Canada, United States, and Intellectual Property: Two Viewpoints

Even the world’s largest bilateral trade relationship has some rough spots.

In an article last week, Joni Johnson called out Canada for it’s intellectual property (IP) “shortcomings,” urging the United States to “take a firm stance” with Canada in the Trans Pacific Partnership trade talks.

Johnson is the South Dakota Biotech Association’s (SDBio) Executive Director, an organization “dedicated to the development of biotechnology industries through expansion of bio-based research, investment, education and promotion.”

SDBio’s membership includes agricultural and livestock companies, along with natural resource industries and educational institutions. 

So, is Canada a “bad actor on IP”?  

Not according to Michael Geist, IP law professor at the University of Ottawa law school and frequent blogger and columnist.

Read Johnson and Geist’s contrasting views on IP and the Canada-U.S. trade relationship below.

From Johnson’s editorial at

The Global Intellectual Property Center ranks Canada poorly on its 2012 global IP index, showing weakness in the areas of patents, copyrights and trademarks. The worst score Canada received from the GIPC was in its membership and ratification of international treaties. This is a major concern for any trading partners relying on Canada to honor agreements.

Weak IP protections lead to fewer investments in research and development, and fewer products in the pipeline. To remain the world’s leader in innovation and create high-paying jobs for Americans, we must chart a clear path so that businesses continue to innovate.

Canada has a robust free-trade agenda and clearly would like to achieve economic success through increased trade in a way that is agreeable to the major industrialized nations of the world. For this to happen, Canada must recognize its shortcomings and take corrective action. Honoring current trade agreements and World Trade Organization rules and respecting the rights of innovators and their patents who are exporting to Canada would be a good first step and would reassure American businesses and political leaders that it is not a bad actor on IP.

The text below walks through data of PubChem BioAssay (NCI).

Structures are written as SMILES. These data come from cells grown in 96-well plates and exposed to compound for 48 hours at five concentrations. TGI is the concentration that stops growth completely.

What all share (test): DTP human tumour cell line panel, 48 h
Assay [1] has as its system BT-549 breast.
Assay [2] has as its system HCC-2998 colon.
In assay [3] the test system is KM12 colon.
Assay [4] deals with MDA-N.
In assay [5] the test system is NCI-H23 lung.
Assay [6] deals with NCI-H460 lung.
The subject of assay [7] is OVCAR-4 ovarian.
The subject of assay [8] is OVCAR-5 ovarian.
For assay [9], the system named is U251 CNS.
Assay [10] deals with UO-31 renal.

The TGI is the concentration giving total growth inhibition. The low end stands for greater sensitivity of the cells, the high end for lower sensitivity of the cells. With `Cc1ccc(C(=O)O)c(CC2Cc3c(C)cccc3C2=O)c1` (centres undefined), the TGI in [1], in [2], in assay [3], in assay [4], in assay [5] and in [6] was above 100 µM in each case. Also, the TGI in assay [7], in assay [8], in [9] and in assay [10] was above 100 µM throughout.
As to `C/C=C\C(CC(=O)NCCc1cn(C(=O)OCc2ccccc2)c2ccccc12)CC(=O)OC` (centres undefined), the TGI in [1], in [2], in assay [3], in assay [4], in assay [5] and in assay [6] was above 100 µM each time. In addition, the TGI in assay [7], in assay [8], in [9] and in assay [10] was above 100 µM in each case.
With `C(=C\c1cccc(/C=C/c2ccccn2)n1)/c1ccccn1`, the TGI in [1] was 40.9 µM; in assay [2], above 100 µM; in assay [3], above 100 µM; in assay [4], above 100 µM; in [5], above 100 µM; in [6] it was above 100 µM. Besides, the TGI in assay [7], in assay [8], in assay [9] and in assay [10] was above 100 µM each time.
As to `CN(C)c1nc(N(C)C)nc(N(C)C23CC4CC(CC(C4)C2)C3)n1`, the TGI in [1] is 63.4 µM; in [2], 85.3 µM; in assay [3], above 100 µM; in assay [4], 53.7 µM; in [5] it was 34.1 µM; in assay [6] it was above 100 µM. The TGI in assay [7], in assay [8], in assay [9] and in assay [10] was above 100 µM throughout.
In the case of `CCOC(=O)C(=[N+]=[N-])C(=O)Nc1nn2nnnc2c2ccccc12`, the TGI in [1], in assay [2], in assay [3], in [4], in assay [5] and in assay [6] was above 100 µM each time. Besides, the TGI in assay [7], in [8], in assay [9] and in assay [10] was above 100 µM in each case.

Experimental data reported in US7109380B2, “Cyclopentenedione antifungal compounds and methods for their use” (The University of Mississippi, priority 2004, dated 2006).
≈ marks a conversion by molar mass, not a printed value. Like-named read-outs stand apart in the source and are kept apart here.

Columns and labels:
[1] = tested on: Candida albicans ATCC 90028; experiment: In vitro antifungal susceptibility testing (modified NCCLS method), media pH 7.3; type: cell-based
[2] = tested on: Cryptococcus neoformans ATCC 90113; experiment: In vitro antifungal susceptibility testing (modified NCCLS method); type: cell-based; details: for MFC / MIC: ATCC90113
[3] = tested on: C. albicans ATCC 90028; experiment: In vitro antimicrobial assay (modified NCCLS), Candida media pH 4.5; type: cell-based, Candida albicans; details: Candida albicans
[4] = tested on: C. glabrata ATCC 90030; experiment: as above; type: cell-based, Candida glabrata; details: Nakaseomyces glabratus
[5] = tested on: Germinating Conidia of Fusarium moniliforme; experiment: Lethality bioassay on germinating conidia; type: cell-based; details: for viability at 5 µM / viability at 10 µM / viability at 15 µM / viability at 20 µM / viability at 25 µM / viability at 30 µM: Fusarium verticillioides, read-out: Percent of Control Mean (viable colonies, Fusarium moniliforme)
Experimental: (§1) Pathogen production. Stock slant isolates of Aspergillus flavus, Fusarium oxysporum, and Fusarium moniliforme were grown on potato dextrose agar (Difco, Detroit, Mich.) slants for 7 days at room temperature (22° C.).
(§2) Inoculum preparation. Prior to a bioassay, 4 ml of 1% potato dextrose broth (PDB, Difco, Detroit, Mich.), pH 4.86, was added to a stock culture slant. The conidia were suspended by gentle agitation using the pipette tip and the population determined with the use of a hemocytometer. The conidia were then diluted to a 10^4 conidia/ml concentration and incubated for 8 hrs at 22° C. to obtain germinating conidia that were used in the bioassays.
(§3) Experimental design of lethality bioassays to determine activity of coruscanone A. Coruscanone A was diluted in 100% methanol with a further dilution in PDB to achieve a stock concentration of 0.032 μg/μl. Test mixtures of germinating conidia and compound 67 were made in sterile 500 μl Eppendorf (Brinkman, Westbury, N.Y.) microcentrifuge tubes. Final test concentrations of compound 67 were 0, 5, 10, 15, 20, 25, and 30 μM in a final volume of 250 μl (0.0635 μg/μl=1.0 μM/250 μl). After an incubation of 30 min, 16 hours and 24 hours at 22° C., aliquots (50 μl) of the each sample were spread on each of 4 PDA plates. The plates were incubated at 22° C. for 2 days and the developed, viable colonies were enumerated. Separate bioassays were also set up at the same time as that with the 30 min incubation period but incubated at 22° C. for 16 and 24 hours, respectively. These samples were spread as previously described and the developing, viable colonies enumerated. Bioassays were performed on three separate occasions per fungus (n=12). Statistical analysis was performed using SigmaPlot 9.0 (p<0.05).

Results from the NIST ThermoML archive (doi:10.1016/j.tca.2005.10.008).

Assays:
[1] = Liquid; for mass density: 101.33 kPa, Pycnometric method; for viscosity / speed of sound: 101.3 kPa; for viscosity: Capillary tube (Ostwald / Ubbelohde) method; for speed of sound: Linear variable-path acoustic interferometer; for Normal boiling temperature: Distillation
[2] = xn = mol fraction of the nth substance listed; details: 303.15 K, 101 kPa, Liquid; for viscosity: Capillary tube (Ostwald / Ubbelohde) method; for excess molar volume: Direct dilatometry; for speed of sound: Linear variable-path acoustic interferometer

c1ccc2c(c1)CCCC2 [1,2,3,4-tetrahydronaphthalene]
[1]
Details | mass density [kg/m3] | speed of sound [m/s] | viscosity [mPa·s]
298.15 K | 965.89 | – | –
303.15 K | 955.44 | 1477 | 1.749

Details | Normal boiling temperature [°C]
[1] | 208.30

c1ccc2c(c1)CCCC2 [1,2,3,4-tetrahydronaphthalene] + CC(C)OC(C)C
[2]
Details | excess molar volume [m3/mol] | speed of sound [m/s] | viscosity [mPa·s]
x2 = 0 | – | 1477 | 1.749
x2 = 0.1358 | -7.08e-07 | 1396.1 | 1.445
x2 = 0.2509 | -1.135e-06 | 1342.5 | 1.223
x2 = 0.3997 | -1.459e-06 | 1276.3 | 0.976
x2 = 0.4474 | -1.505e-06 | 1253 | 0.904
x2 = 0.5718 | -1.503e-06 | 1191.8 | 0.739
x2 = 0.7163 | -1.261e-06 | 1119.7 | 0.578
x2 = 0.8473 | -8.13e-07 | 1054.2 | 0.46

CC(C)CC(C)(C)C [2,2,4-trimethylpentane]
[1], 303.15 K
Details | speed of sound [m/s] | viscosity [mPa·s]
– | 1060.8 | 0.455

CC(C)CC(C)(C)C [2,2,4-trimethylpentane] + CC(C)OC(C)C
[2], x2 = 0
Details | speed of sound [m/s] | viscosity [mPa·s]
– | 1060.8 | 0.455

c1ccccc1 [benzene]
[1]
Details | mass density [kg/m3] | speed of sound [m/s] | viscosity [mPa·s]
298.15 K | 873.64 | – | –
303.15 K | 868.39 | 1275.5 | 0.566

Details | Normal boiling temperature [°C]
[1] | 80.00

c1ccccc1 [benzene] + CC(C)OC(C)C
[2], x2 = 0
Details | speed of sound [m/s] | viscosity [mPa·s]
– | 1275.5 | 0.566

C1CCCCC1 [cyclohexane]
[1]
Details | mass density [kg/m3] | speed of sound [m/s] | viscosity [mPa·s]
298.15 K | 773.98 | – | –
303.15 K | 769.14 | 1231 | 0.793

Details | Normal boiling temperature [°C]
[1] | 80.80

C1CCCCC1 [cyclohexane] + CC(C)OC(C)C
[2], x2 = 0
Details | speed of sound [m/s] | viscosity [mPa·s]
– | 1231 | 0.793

While the U.S. already has a multilateral trade agreement with Canada, it is obvious that times and technologies have changed. In the biopharmaceutical industry, exciting developments in biologic medicines and other fields mean a new agreement must reflect the changing times.

The president and U.S. trade representative must take a firm stance toward Canada during the negotiations and advocate for U.S. law. By applying pressure and leadership in the negotiations, the U.S. can benefit from Canada’s sophisticated and well-developed economy while ensuring the necessary protections for American workers and our economy.

Michael Geist’s passionate take on the issue:

So Canada – a country with intellectual property protections that have been ranked ahead of the U.S., has many copyright rules more restrictive than the U.S., and digital markets growing faster than the U.S. – is once again placed by the U.S. on the watch list while other countries with similar laws are not.

This year’s inclusion is somewhat different, however. The Canadian position on the validity of the list no doubt remains the same as Canadian officials have consistently rejected the entire process as an industry-driven analysis without merit. In fact, according to records I recently obtained under the Access to Information Act, Canadian officials prepared a full defence of Canadian law for submission to the Special 301 process in 2009 but ultimately decided against submitting it.

More telling are the U.S. cables released by Wikileaks that conclusively demonstrate how the entire process is nothing more than a calculated guess at how much pressure can constructively be brought on foreign governments. The placement on the list ultimately says little about the strength of a country’s laws. Rather, it is about the strength of the national government and the likelihood that it will cave to U.S. pressure by inclusion on Special 301.

What is left is a “name and shame” approach that brings shame primarily on the U.S. as the bully tactics have little correlation to a factual analysis of the state of Canadian intellectual property protection.  The lesson for Canada is clear.  With a majority government in power, it should have the strength to address copyright laws in the national interest, even when that means saying no to some U.S. demands.  Indeed, the history of the Special 301 list shows that no matter what Canada does, the U.S. will always come back demanding more.


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